What’s the ROI of 400 High School Baseball games?

  California Lutheran University in Thousand Oaks

 California Lutheran University in Thousand Oaks

Warm weather and baseball go together like chips and salsa. Whether you follow the majors or the minors, summer college ball or high schoolers at travel tournaments, there is a home field somewhere near you, probably right this very minute, hosting 9+ visitors wearing double-knits and ball caps. If that seems an exaggeration, consider this table guesstimating the number of games played per season at the various levels of play.

 30 MLB Team x 162 games = 2430 MLB games played in the season
176 Milb teams x 70 or 140 games per season = over 7000
299 D1 teams x an average 50 games per season = 7500
250+ D2  x 54-ish = 6000
350+ D3 x 40-50 = 7500
300 NJCAA x 26 ish = 3000
205 NAIA x 50-60 = 5000

 Opening day on new field at UCSD

Opening day on new field at UCSD

Doing the math:  There are more than 40,000 games of baseball played in the US each year, not counting high school, travel ball or little league! Who says interest in baseball is fading!

 Baseball Camp at Elon University, North Carolina

Baseball Camp at Elon University, North Carolina

One venue alone, the Roger Dean Stadium in Jupiter, Florida, juggles 170 Milb games with nationally recognized high-school level tournaments and showcases organized by Perfect Game and USA Baseball.  Another fun fact: PG's travel tournaments host over 3,000 games, in Atlanta alone, over a 3-week period in July. 

Holy 4-seam fastball, Batman, I'm thinking that 40,000 games annually might be a rock-bottom estimate!

The baseball season never really ends in the US. And, while that is an upsetting fact to many a shoulder surgeon, America’s favorite pastime is a booming business, on many levels, and passion for the sport starts early. I’ve watched innumerable--sometimes interminable--innings both as a fan (Go Pads!) and as a Mom for many years. Tee Ball and Caps were hilarious. I still crack up at the thought of a dozen little boys, in the dugout, telling knock-knock jokes using their new toy, the athletic cup, as a sound effect. That particular group of boys my son started playing ball with thinned over time, particularly after the first High School JV/V rosters were announced. Of the Caps kids, only 3 continued playing at the college level: one in D1, one at D3, one in NAIA. The student-athlete path is rewarding, demanding, frustrating, expensive, confusing and so…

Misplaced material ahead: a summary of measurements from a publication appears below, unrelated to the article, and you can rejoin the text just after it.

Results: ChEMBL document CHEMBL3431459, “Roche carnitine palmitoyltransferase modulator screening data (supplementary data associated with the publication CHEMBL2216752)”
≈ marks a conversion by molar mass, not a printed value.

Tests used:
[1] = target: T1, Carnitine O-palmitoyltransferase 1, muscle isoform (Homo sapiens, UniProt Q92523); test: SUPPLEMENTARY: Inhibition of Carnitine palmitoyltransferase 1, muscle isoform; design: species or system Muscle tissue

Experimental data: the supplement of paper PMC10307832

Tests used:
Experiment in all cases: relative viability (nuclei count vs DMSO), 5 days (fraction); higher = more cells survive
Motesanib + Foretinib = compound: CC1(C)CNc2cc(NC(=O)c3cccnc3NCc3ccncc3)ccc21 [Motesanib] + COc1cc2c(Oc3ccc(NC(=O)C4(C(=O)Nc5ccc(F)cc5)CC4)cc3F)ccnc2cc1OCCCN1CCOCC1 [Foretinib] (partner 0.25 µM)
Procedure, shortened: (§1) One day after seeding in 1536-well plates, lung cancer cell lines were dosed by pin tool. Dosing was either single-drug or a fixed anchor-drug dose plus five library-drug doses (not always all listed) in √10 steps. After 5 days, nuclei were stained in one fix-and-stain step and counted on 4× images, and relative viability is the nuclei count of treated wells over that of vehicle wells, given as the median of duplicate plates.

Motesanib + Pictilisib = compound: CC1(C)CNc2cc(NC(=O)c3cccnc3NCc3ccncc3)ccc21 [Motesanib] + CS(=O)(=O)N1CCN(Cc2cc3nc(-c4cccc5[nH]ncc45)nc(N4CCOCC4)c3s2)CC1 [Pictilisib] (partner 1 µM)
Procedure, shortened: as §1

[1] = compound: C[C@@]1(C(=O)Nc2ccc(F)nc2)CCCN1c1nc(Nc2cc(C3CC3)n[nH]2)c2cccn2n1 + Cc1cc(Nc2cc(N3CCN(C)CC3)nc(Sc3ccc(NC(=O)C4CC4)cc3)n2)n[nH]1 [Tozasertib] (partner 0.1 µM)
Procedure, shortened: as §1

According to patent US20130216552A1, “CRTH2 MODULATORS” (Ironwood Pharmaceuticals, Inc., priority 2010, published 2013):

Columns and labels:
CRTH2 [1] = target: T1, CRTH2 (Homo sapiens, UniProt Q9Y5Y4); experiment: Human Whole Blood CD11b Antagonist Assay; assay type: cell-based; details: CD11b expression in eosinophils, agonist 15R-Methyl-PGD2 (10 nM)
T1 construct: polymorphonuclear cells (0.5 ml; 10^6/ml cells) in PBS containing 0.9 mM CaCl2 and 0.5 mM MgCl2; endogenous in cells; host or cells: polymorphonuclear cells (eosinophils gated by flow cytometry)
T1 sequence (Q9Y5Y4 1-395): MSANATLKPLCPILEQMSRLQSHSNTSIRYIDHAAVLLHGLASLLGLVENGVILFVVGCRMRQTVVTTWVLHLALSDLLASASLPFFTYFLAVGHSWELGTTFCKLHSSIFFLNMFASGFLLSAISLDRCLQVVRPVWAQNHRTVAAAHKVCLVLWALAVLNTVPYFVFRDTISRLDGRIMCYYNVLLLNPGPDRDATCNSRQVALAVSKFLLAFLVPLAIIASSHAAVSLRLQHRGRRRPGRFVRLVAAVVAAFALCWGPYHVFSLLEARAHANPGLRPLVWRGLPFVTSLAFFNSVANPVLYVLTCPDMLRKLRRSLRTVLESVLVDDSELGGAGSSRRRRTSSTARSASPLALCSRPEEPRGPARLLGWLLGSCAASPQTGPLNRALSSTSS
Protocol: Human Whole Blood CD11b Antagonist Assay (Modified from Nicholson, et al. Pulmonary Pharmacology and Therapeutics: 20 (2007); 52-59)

Pointers for parents of players considering college ball:

(Not necessarily in order of importance) 

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  1. Does the Division matter. At all levels, students work their tails off managing athletics and academics. Mandatory study halls notwithstanding, the ‘student’ is secondary to the ‘athlete’ at the top levels within each division, but that ratio is student-driven at the lower levels. The pressure to be an athlete first is fierce, at any level. Self-motivation is paramount. If you’re not pro material (and, you will know by your junior year), then don’t sweat the level. Sweat the choice of college.
  2. College choice. Enroll where you want to be a student first and athlete second. Statistics are cruel: you will most likely be injured, cut, redshirted, benched or your coach will leave or you may finally roll your eyes and say ‘enough of this’. But, you still need that bachelor’s degree. Choose your college well, Grasshopper, because...
  3. Transferring is a nightmare. Students absolutely lose in most transfer scenarios. Colleges totally rule.  Thanks, NCAA.
  4. 11.7. Hah! The NCAA may permit 11.7 scholarships per team at the D-1 level, but the AD has to have the funds to distribute. Talent doesn't always get a scholy. There simply isn’t enough scholarship funding for most teams.  A full-ride is as rare as a no-hitter.
  5. Player Development at college. So needed and desirable but not a sure thing. This is very coach dependent.
  6. Internships, real-work experience, study abroad…not a reality in many college sports. With two-a-days, travel, off-season work outs, summer ball, there’s just not enough time. NCAA regulations aren’t much help here (shocking!). If you want to be on the travel squad, you best be prepared. But, if your student isn't draft bound, as the NCAA website says, your student will be going 'pro in something other than sports'. A varsity athlete with a bachelor's degree is certainly employable!
  7. Encourage your high school student to study super-hard to qualify for merit aid. They can't take that away if you're injured or aren’t performing on the field. Best of all, that's money you don’t have to pay it back.
  8. Travel ball and/or college camps. Yes! But, be selective, do what you can afford. Watch, learn and ask questions.
  9. Paying for your son to play baseball in college. Most families do. See #4 and #6.
  10. Going into debt to have your son play baseball in college. Be very smart about this. I am, personally, very anti-debt.

Did you know that stars like Rickey Henderson or Pete Rose played well over 3,000 games in the MLB? Collegiate baseball players will have played around 400 official games from their high school through their college careers.  Food for thought: A player, after their college graduation, may well have a different answer than their parent when asked, “Was it worth it?”